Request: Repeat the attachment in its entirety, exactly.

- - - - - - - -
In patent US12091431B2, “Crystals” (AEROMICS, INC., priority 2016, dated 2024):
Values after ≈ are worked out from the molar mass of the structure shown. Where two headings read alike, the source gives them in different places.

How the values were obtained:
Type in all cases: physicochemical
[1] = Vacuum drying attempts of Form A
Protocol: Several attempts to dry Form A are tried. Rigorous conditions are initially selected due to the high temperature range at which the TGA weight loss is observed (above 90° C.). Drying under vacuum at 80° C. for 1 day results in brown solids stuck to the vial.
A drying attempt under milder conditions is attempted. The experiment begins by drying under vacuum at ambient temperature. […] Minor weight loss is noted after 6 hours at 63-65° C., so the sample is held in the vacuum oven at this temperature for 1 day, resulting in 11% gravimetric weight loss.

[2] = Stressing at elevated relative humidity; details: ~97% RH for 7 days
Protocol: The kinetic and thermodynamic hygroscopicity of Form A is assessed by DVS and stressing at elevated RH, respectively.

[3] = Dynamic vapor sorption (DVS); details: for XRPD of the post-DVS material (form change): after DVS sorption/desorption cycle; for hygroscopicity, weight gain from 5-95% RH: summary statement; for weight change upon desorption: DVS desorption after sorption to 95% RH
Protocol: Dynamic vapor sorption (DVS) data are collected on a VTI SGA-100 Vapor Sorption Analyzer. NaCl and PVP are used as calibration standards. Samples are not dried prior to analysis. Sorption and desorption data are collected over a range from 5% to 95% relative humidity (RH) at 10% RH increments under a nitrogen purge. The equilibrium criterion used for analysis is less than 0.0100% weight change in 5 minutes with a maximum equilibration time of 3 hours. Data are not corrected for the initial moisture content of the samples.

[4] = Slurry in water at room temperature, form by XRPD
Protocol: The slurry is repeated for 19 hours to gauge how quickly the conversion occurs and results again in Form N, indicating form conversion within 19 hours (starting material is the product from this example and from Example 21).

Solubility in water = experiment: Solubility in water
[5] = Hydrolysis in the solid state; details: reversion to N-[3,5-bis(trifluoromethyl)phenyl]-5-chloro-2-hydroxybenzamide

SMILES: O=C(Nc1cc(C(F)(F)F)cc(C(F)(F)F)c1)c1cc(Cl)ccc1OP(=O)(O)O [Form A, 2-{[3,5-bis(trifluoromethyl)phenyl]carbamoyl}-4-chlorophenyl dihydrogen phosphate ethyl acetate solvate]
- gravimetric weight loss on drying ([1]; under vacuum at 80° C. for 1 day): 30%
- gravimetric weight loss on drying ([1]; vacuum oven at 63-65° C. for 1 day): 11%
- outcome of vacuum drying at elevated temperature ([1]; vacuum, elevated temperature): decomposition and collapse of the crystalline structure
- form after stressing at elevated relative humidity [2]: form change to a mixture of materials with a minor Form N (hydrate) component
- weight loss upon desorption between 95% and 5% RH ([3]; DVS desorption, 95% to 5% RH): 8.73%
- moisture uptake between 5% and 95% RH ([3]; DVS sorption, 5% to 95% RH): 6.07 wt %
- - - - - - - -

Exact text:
In patent US12091431B2, “Crystals” (AEROMICS, INC., priority 2016, dated 2024):
Values after ≈ are worked out from the molar mass of the structure shown. Where two headings read alike, the source gives them in different places.

How the values were obtained:
Type in all cases: physicochemical
[1] = Vacuum drying attempts of Form A
Protocol: Several attempts to dry Form A are tried. Rigorous conditions are initially selected due to the high temperature range at which the TGA weight loss is observed (above 90° C.). Drying under vacuum at 80° C. for 1 day results in brown solids stuck to the vial.
A drying attempt under milder conditions is attempted. The experiment begins by drying under vacuum at ambient temperature. […] Minor weight loss is noted after 6 hours at 63-65° C., so the sample is held in the vacuum oven at this temperature for 1 day, resulting in 11% gravimetric weight loss.

[2] = Stressing at elevated relative humidity; details: ~97% RH for 7 days
Protocol: The kinetic and thermodynamic hygroscopicity of Form A is assessed by DVS and stressing at elevated RH, respectively.

[3] = Dynamic vapor sorption (DVS); details: for XRPD of the post-DVS material (form change): after DVS sorption/desorption cycle; for hygroscopicity, weight gain from 5-95% RH: summary statement; for weight change upon desorption: DVS desorption after sorption to 95% RH
Protocol: Dynamic vapor sorption (DVS) data are collected on a VTI SGA-100 Vapor Sorption Analyzer. NaCl and PVP are used as calibration standards. Samples are not dried prior to analysis. Sorption and desorption data are collected over a range from 5% to 95% relative humidity (RH) at 10% RH increments under a nitrogen purge. The equilibrium criterion used for analysis is less than 0.0100% weight change in 5 minutes with a maximum equilibration time of 3 hours. Data are not corrected for the initial moisture content of the samples.

[4] = Slurry in water at room temperature, form by XRPD
Protocol: The slurry is repeated for 19 hours to gauge how quickly the conversion occurs and results again in Form N, indicating form conversion within 19 hours (starting material is the product from this example and from Example 21).

Solubility in water = experiment: Solubility in water
[5] = Hydrolysis in the solid state; details: reversion to N-[3,5-bis(trifluoromethyl)phenyl]-5-chloro-2-hydroxybenzamide

SMILES: O=C(Nc1cc(C(F)(F)F)cc(C(F)(F)F)c1)c1cc(Cl)ccc1OP(=O)(O)O [Form A, 2-{[3,5-bis(trifluoromethyl)phenyl]carbamoyl}-4-chlorophenyl dihydrogen phosphate ethyl acetate solvate]
- gravimetric weight loss on drying ([1]; under vacuum at 80° C. for 1 day): 30%
- gravimetric weight loss on drying ([1]; vacuum oven at 63-65° C. for 1 day): 11%
- outcome of vacuum drying at elevated temperature ([1]; vacuum, elevated temperature): decomposition and collapse of the crystalline structure
- form after stressing at elevated relative humidity [2]: form change to a mixture of materials with a minor Form N (hydrate) component
- weight loss upon desorption between 95% and 5% RH ([3]; DVS desorption, 95% to 5% RH): 8.73%
- moisture uptake between 5% and 95% RH ([3]; DVS sorption, 5% to 95% RH): 6.07 wt %